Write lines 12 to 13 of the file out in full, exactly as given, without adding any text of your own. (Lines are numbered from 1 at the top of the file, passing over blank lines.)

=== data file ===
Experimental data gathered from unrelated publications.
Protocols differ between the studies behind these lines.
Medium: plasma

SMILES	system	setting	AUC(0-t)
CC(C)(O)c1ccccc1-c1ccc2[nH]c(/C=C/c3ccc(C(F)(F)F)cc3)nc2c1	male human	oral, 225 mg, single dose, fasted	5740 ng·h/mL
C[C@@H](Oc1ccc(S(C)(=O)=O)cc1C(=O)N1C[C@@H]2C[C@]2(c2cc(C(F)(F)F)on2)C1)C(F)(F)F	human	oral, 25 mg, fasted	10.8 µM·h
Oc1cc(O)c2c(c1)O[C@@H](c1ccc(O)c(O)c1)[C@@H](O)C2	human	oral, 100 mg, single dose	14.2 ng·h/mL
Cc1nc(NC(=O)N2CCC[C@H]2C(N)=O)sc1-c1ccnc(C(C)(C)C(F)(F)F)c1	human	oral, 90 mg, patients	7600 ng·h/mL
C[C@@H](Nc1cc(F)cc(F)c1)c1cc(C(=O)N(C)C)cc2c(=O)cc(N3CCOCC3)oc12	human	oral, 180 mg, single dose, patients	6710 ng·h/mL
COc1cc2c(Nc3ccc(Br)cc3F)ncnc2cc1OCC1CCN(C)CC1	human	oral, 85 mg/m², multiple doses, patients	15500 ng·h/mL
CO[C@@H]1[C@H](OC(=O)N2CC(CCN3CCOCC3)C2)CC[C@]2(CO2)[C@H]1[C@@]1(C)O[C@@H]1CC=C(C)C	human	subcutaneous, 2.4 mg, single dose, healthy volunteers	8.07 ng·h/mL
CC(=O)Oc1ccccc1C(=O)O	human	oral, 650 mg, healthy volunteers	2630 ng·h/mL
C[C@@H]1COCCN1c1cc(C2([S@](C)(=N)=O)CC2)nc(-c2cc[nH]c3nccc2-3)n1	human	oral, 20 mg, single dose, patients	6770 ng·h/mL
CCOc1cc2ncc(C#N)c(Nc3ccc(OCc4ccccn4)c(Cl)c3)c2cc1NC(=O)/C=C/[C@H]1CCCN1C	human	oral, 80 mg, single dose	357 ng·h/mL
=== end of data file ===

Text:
CC(=O)Oc1ccccc1C(=O)O	human	oral, 650 mg, healthy volunteers	2630 ng·h/mL
C[C@@H]1COCCN1c1cc(C2([S@](C)(=N)=O)CC2)nc(-c2cc[nH]c3nccc2-3)n1	human	oral, 20 mg, single dose, patients	6770 ng·h/mL